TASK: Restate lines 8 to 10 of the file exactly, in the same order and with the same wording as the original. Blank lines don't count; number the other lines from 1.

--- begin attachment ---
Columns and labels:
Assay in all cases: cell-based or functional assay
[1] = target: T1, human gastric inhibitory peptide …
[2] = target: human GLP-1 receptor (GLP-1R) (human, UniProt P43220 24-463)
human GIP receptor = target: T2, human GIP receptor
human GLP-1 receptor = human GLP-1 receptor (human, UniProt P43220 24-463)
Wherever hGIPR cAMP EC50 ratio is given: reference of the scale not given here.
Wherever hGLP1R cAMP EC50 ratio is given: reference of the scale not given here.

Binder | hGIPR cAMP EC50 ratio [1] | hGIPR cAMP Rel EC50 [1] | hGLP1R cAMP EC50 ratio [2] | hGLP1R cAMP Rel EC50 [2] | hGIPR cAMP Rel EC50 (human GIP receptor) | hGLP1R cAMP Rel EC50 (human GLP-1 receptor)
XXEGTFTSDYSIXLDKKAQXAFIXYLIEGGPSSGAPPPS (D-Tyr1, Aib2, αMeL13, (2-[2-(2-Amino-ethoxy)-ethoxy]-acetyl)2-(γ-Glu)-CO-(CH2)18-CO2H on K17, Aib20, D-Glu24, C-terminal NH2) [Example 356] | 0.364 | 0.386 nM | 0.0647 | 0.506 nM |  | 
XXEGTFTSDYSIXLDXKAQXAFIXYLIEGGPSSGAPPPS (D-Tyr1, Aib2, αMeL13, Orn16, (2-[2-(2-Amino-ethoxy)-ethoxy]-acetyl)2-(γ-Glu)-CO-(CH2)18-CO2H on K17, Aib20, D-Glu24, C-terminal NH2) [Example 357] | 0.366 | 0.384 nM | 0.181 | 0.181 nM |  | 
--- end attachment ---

Wherever hGLP1R cAMP EC50 ratio is given: reference of the scale not given here.

Binder | hGIPR cAMP EC50 ratio [1] | hGIPR cAMP Rel EC50 [1] | hGLP1R cAMP EC50 ratio [2] | hGLP1R cAMP Rel EC50 [2] | hGIPR cAMP Rel EC50 (human GIP receptor) | hGLP1R cAMP Rel EC50 (human GLP-1 receptor)
XXEGTFTSDYSIXLDKKAQXAFIXYLIEGGPSSGAPPPS (D-Tyr1, Aib2, αMeL13, (2-[2-(2-Amino-ethoxy)-ethoxy]-acetyl)2-(γ-Glu)-CO-(CH2)18-CO2H on K17, Aib20, D-Glu24, C-terminal NH2) [Example 356] | 0.364 | 0.386 nM | 0.0647 | 0.506 nM |  | 